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There’s Not Enough Me In You

When it comes to relationships, instead of expecting and appreciating differences, we are often unnerved by them.

We want people to understand us. Because of this, we can assume that understanding us means being like us.

But people are different to us. Sometimes very different to us. They think differently and feel differently and behave differently to us.

This can make us uncomfortable. If there’s a difference, who’s right?

When exposed to differences that mean something to us, our tendency is to judge. Differences can feel threatening. We want to feel powerful. We want to defend ourselves.

But difference doesn’t have to produce competition. Two people can have different perspectives about the same topic, and neither can be wrong. My view of a theatre stage is different when I’m seated front and centre compared to sitting on the far left and at the back.

When we don’t give others permission to see things differently to the way we see them, our relationships will suffer. If I refuse to allow you to be you in our relationship – because I need you to be me – this will be invalidating for you – because you’re not me. I have placed an impossible expectation upon you. Relationships are injured or sometimes even destroyed because we don’t see enough of ourselves in another, and feel insecure because of this.

Insecurity says “I need you to be me in this relationship (to think and feel and behave like me) to feel secure”.

Insecurity is based on fear. Fear is divisive – that is, it produces disconnection. When we operate from fear in our relationships, our goal is to maintain whatever psychological distance we need to feel secure. We create this distance using control strategies: intimidation, manipulation, blame and coercion.

Some of us are inclined to be most fearful of (and therefore intolerant of) the parts of others that we are most intolerant of in ourselves. Here, our perspective is this: “I want to see more of myself in you, but only the parts of myself that I like”.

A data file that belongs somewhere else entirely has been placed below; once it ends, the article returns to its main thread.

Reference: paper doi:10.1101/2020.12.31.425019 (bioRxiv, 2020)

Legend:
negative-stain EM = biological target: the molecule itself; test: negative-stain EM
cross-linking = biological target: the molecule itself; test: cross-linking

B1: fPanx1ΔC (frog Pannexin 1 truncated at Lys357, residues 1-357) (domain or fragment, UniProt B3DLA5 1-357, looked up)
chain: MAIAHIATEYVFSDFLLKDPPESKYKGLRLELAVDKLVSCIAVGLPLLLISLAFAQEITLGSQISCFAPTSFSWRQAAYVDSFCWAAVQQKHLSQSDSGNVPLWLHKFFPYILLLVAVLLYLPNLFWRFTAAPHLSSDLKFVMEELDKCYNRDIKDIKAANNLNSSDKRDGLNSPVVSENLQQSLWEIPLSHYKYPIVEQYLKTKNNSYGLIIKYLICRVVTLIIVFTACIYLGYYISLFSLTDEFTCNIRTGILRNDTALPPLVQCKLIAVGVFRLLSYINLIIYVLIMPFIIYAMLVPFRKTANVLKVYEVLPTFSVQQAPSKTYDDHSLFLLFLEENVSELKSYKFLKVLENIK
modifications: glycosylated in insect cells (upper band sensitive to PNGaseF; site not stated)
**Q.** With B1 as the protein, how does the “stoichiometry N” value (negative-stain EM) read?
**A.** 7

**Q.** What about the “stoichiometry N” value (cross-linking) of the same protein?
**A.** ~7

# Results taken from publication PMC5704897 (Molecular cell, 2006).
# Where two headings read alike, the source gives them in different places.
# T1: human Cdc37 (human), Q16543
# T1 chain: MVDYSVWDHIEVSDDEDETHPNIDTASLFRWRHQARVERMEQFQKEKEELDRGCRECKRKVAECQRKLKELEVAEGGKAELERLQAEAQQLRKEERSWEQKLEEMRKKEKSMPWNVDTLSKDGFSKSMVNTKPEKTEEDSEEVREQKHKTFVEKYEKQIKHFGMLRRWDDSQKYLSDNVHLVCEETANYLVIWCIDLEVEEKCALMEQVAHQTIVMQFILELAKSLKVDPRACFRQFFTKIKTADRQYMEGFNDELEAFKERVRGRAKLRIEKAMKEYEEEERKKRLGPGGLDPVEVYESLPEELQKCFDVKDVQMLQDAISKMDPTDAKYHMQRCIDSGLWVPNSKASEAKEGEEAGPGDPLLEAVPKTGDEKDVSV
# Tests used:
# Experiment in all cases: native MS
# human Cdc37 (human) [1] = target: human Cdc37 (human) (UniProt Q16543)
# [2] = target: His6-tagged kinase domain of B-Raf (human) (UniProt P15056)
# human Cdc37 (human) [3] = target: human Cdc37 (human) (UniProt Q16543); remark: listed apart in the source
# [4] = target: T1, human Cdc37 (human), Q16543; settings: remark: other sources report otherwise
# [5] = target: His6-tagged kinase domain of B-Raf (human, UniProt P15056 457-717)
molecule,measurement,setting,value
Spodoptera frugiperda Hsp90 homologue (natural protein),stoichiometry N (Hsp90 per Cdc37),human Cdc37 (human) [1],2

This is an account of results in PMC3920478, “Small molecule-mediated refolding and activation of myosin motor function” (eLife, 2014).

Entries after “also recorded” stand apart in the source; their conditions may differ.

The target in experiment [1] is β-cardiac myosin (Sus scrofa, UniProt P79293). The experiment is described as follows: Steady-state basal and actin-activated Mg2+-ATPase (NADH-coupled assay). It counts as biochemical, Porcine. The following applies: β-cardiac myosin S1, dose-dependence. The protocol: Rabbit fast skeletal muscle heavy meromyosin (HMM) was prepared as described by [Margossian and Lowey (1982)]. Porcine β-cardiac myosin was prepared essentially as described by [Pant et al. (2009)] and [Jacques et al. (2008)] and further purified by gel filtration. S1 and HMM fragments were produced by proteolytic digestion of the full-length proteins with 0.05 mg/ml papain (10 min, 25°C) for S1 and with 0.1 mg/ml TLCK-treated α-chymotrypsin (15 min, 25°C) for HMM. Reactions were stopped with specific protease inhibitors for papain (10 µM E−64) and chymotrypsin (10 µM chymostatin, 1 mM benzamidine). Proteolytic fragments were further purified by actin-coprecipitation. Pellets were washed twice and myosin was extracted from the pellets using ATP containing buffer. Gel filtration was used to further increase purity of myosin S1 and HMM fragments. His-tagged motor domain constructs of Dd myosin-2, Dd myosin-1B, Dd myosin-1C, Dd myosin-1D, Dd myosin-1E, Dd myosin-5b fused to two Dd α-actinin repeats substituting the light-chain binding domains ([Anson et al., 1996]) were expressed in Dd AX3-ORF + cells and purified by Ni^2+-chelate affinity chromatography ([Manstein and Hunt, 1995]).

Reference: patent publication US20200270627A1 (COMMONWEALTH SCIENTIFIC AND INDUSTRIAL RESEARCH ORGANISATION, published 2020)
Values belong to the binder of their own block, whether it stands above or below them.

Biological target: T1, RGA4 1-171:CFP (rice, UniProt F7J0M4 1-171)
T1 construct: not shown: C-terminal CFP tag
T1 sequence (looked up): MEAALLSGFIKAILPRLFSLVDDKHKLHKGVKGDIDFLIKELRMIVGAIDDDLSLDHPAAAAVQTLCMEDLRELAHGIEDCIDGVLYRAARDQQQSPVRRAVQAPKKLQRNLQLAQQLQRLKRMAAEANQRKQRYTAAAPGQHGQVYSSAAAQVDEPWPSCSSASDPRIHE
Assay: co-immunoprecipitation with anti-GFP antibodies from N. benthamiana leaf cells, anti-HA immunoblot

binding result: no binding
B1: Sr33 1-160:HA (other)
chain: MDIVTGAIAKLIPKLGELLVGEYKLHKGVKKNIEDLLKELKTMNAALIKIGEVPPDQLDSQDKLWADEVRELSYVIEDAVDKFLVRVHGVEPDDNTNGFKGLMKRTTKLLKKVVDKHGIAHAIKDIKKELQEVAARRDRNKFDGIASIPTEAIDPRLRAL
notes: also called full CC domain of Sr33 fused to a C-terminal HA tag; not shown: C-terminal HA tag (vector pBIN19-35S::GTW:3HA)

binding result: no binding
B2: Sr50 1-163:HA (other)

No wonder relationships can become complicated.

The science and art of relationships is seeking to understand. This requires openness, humility, and intentionality.

Are there limits to how well someone can understand you? Yes. No one’s mind is wired exactly the same, meaning we will experience the world uniquely, in ways that are both similar and dissimilar to others.

Also, if you want someone to understand you, it’s your job to help them with that by providing good information. Sometimes, people’s misunderstanding of us is simply because we’ve provided poorly communicated or insufficient information about ourselves for them to work with.

Communicating understanding doesn’t require having the same life experiences as those you want to connect to. It requires connecting to emotions.

We understand each other through emotions because we all feel, so when emotions are expressed and acknowledged between two people, we experience our humanity.

I may not know exactly what your sadness feels like, but I know what my sadness feels like, and if I connect to my own experiences of sadness, I can sense yours.

Sensing is important. Because, I don’t need to be like you. I need to try to understand you. And I don’t need you to be like me. I need you to try to understand me.


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